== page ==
Portrait of the week

Portrait of the week

3 January 2015

9:00 AM

3 January 2015

9:00 AM

Home

King’s Cross railway station was out of operation, stranding thousands, and Paddington saw badly delayed services after Network Rail engineering works overran beyond Christmas and Boxing Day. Connection with the internet for Xbox and PlayStation games consoles was disabled on Christmas Day and a group of hackers called Lizard Squad said it had interfered. Before the end of 2014, Mandy Rice-Davies, who had come to public attention during the Profumo scandal of 1963, died, aged 70; John Freeman, the journalist and interviewer on the BBC television programme, Face to Face, died, aged 99; and Jane Bown, the outstanding black-and-white photograph portraitist, died, aged 89. Sales of sherry rose 15 per cent in 2014, Marks & Spencer reported.

The 2,760 staff of City Link, the parcel delivery company, wondered what would become of them after its owners, Better Capital, an investment company, called in administrators on Christmas Day. ‘I don’t think we’re yet at the point where we can be confident that the banking system would be entirely safe,’ if there was another financial crisis, Lord King of Lothbury, the former Governor of the Bank of England, said. Sir James Dyson, the vacuum cleaner man, was said to have the largest landed estate in England, at 25,000 acres, outdoing the Queen and the Duke of Bedford.


A woman healthcare worker retuned from Sierra Leone with Ebola and was transferred to a London hospital from Glasgow. Glasgow mourned the six people killed when a dustcart careered out of control and crashed in George Square. A Virgin Atlantic aeroplane bound for Las Vegas landed safely at Gatwick Airport after turning back because of a problem with its landing gear. The Royal Mint struck 50,000 £100 coins each containing two ounces of silver and bearing an image of the Elizabeth Tower at the Palace of Westminster, which houses Big Ben.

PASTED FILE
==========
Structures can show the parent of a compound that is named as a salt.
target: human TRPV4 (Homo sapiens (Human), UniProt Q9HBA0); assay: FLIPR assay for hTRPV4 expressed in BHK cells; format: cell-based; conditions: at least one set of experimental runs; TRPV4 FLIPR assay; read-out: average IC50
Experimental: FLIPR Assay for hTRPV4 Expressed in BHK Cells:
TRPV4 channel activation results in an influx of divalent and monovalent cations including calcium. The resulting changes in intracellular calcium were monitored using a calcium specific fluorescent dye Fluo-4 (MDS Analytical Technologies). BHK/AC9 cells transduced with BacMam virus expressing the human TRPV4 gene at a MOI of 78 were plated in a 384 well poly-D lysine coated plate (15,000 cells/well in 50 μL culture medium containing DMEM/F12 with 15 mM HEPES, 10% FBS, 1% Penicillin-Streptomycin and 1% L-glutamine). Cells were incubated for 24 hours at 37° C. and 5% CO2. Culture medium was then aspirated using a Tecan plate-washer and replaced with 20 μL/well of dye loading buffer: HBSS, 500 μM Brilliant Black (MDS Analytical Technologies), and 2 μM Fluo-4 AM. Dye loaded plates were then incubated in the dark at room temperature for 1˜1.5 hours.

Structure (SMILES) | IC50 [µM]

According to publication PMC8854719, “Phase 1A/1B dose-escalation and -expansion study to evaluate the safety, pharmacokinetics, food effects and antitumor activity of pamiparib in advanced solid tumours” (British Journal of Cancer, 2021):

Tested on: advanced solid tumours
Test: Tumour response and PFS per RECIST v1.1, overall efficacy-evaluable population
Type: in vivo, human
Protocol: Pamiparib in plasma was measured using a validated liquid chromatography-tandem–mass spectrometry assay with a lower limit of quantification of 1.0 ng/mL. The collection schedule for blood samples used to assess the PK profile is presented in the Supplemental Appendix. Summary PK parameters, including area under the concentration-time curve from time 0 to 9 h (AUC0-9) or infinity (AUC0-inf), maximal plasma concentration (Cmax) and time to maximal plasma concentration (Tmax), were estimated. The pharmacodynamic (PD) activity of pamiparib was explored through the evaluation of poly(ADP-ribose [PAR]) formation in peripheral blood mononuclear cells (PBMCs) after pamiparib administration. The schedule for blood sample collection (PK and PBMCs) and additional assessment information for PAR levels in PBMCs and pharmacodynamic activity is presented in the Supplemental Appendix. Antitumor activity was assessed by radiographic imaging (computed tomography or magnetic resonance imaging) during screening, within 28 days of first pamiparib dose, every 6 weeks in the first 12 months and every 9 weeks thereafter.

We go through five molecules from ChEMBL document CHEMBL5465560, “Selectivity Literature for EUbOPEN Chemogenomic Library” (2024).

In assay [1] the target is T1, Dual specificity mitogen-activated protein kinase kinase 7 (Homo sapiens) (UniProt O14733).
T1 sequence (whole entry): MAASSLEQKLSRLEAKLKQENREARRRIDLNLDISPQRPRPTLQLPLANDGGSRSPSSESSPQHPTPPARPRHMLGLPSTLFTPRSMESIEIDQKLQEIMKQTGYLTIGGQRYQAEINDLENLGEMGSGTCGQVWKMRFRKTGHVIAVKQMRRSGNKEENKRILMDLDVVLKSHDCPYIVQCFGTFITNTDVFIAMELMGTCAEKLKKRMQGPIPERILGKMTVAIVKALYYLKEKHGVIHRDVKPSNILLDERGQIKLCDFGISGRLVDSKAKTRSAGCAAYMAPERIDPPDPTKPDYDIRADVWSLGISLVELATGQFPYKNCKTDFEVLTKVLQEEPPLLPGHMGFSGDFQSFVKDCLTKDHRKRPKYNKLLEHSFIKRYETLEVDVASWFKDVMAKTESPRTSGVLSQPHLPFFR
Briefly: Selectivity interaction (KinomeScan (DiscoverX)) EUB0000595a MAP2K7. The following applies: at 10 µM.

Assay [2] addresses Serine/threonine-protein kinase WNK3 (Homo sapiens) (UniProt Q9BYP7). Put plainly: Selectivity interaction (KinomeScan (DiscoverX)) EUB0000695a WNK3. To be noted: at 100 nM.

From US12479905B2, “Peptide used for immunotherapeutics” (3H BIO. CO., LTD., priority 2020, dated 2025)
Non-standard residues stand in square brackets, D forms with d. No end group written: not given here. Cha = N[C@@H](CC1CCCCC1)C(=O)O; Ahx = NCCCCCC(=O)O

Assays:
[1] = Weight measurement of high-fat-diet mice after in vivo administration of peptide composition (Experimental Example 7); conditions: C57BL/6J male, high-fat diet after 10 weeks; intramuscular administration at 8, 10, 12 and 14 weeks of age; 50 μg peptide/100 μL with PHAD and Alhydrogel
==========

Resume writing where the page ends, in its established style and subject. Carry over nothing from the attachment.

Abroad

An AirAsia aeroplane carrying 162 people from Java, bound for Singapore, disappeared, and wreckage was found in the sea. At least 11 people died when an Italian ferry from Patras in Greece bound for Ancona with 478 people on board caught fire in high seas and strong winds north-west of Corfu. The Libyan government launched air strikes on Misrata in response to an Islamist attack on the country’s largest oil terminal at Sidra. Cameroon launched air strikes against the Islamist group Boko Haram after it captured the Achigachia military base. Liberia opened a new national cemetery for the burial of victims of the Ebola outbreak that had killed 7,800 in West Africa during 2014. The taxi booking company Uber apologised for quadrupling fares in Sydney during the café siege that left three people dead. Egypt banned the Hollywood film Exodus: Gods and Kings because of its ‘historical inaccuracies’.

Russia provided 99 billion roubles (equal at the time to $1.9 billion) to bail out the Trust bank. Another 320 billion roubles were set aside to support two other banks. The Russian economy had been hit by a halving of the price of oil since last June, which sent the rouble falling 40 per cent against the dollar over the year. President Vladimir Putin of Russia ordered the price of vodka to be capped (even though it had been blamed for the death of 25 per cent of Russian men before the age of 55) and signed a new military policy promoting conventional, non-nuclear forces. Markets shied in alarm after Greek MPs rejected a presidential candidate, ensuring a snap election this month.

The state National Defence Commission of North Korea issued a considered statement: ‘Obama always goes reckless in words and deeds like a monkey in a tropical forest.’ This followed the screening by several hundred independent cinemas in the United States of the film The Interview, a comedy that deals with a plot to assassinate Kim Jong-un, the North Korean dictator. After Sony had earlier withdrawn the film, in response to internet threats, President Obama had said the company had made a mistake because ‘We cannot have a society in which some dictator some place can start imposing censorship here.’ North Korea then suffered two periods of disruption in its internet system. Some Malaysians expressed anger at their Prime Minister, Najib Razak, playing golf with Mr Obama during storms that flooded thousands of houses. Easy access to Google’s email service Gmail was found to be blocked in China. Mehmet Ali Agca, the Turkish man who shot Pope John Paul II in 1981, laid flowers on his tomb in the Vatican.      CSH

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